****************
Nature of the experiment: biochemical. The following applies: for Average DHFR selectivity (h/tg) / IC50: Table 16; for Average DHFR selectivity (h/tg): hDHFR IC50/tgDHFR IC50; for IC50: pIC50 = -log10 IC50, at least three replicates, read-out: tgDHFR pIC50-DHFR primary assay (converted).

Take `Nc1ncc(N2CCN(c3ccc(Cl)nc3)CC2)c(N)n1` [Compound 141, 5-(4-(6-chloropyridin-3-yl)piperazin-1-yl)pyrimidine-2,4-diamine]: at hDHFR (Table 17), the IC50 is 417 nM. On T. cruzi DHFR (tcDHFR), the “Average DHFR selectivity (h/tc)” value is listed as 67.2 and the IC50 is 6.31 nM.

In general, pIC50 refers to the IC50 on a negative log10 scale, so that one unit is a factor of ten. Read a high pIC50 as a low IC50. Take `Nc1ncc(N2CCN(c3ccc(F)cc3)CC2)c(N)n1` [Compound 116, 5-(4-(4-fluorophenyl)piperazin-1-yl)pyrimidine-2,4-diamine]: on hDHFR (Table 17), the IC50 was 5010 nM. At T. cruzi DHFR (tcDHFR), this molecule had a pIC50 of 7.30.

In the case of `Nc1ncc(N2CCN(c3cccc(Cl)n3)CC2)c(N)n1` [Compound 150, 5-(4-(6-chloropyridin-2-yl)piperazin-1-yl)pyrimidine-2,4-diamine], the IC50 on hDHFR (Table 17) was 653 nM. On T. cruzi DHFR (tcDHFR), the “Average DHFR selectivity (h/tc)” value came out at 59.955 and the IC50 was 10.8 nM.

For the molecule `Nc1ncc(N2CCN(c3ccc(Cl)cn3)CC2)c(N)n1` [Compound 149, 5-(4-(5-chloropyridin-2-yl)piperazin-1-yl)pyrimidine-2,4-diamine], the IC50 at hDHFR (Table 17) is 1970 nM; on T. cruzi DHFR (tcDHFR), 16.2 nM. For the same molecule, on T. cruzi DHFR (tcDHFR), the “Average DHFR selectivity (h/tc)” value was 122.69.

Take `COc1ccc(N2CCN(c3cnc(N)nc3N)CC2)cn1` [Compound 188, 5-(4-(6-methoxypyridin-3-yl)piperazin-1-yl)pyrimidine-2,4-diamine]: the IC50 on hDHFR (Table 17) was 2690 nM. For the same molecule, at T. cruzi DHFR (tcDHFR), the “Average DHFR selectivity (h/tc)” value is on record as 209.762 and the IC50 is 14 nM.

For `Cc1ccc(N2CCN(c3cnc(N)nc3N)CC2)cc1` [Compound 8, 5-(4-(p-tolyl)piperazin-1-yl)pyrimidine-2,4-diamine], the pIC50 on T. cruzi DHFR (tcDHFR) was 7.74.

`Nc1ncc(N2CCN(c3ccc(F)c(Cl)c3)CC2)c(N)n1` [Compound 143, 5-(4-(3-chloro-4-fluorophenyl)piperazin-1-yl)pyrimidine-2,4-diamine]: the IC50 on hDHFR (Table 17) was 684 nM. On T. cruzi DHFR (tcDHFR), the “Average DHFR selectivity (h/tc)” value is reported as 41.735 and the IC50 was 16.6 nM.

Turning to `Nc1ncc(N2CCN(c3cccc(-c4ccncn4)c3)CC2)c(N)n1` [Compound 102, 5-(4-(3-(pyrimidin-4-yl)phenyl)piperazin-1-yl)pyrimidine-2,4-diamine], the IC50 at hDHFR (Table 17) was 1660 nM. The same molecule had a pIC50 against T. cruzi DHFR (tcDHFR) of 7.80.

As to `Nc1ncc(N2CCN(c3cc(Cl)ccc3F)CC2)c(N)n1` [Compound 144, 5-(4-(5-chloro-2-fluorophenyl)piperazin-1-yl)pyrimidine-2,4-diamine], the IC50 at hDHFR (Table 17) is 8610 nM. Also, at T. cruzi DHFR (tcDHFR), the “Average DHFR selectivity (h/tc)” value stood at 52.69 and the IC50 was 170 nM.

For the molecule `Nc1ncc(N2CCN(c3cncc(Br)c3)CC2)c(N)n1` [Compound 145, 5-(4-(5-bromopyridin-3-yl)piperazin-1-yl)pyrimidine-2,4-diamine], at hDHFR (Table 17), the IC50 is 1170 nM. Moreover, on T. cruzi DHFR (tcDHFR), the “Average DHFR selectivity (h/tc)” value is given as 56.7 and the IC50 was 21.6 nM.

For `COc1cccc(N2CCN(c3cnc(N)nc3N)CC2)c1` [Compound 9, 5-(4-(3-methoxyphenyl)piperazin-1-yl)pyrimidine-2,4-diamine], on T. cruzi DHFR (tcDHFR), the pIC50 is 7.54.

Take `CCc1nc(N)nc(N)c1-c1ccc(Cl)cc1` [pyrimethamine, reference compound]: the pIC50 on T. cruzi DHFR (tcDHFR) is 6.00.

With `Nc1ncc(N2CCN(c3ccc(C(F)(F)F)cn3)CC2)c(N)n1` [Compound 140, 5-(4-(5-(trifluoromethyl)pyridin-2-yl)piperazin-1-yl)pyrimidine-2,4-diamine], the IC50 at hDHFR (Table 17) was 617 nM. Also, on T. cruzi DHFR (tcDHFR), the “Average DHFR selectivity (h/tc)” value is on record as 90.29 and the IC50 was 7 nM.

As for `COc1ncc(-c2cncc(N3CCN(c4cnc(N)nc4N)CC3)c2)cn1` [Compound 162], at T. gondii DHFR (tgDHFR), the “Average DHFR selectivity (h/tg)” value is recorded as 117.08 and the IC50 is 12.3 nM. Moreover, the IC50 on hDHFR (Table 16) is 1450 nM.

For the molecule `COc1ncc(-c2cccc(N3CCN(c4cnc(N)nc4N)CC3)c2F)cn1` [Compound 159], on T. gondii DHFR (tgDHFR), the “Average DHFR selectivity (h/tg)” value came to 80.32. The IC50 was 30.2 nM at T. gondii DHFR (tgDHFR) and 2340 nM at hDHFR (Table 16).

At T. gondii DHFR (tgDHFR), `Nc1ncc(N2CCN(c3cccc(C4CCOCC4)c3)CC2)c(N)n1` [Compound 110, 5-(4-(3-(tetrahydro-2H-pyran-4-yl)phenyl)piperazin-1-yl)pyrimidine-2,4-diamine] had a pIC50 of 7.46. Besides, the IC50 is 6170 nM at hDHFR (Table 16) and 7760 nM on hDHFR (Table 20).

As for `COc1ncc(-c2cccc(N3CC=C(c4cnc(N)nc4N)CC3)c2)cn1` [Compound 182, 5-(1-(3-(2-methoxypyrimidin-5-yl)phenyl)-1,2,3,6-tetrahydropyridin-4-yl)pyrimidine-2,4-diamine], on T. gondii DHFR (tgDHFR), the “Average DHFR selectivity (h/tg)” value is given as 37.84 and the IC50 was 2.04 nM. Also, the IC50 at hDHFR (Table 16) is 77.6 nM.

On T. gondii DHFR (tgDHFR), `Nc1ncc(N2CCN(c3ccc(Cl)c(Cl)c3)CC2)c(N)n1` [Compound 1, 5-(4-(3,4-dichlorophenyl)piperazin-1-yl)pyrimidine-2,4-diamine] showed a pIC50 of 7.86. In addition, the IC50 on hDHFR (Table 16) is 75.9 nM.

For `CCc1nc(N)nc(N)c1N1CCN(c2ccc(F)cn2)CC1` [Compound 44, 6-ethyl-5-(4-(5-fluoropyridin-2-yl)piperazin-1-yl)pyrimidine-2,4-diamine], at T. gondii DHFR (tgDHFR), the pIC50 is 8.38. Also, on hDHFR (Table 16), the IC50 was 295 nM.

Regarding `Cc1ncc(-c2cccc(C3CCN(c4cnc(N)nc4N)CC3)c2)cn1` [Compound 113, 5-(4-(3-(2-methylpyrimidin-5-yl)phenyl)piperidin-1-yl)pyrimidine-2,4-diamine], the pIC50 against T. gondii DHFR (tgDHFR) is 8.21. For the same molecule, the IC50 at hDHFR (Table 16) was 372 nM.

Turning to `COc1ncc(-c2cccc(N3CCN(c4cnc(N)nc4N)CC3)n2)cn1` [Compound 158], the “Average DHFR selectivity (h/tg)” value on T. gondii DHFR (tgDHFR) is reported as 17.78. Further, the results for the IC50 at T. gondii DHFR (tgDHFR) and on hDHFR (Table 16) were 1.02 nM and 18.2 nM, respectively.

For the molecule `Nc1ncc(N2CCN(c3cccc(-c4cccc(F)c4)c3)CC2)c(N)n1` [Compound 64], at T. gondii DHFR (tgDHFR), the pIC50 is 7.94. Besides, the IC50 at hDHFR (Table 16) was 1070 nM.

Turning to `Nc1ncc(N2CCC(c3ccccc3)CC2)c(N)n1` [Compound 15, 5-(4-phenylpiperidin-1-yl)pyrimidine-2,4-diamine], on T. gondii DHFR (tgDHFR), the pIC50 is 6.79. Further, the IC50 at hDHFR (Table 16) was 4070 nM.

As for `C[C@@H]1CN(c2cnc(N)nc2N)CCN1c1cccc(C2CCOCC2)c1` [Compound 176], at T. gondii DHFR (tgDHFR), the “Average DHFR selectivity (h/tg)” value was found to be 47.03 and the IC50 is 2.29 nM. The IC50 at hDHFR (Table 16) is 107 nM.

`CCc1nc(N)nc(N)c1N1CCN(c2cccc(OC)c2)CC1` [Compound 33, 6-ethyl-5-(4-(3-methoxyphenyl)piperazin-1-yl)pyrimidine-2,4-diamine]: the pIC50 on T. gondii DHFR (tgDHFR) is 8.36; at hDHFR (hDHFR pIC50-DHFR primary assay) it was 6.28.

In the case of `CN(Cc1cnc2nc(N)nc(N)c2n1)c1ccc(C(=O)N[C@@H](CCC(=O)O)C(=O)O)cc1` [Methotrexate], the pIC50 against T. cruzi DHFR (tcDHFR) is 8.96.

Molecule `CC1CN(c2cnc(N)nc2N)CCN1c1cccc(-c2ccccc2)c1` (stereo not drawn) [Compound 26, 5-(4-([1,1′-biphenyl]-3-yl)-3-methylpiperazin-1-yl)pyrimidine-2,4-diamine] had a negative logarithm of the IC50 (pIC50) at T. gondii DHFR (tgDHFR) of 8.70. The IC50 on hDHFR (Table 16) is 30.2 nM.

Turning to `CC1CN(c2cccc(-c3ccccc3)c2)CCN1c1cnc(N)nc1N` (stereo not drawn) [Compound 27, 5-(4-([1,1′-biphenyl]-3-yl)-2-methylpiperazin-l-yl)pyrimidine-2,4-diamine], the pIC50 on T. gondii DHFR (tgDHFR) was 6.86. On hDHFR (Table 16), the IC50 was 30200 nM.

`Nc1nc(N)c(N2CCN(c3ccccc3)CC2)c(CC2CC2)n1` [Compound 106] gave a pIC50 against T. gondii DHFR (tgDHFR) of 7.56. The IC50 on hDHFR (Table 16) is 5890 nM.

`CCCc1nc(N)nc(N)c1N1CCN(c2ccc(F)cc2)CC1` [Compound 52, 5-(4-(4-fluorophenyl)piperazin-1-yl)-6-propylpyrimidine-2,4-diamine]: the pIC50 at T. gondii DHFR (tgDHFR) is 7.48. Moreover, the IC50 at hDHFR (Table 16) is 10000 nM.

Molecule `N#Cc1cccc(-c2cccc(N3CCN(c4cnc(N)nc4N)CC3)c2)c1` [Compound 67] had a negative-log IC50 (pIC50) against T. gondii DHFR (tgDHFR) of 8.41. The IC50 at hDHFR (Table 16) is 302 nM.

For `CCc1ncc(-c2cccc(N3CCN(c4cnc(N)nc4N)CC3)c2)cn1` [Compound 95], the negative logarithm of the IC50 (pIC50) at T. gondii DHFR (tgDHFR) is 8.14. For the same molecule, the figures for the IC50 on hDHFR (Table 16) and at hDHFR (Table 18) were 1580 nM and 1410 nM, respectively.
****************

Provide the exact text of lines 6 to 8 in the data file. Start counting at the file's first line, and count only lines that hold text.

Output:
Take `COc1ccc(N2CCN(c3cnc(N)nc3N)CC2)cn1` [Compound 188, 5-(4-(6-methoxypyridin-3-yl)piperazin-1-yl)pyrimidine-2,4-diamine]: the IC50 on hDHFR (Table 17) was 2690 nM. For the same molecule, at T. cruzi DHFR (tcDHFR), the “Average DHFR selectivity (h/tc)” value is on record as 209.762 and the IC50 is 14 nM.

For `Cc1ccc(N2CCN(c3cnc(N)nc3N)CC2)cc1` [Compound 8, 5-(4-(p-tolyl)piperazin-1-yl)pyrimidine-2,4-diamine], the pIC50 on T. cruzi DHFR (tcDHFR) was 7.74.

`Nc1ncc(N2CCN(c3ccc(F)c(Cl)c3)CC2)c(N)n1` [Compound 143, 5-(4-(3-chloro-4-fluorophenyl)piperazin-1-yl)pyrimidine-2,4-diamine]: the IC50 on hDHFR (Table 17) was 684 nM. On T. cruzi DHFR (tcDHFR), the “Average DHFR selectivity (h/tc)” value is reported as 41.735 and the IC50 was 16.6 nM.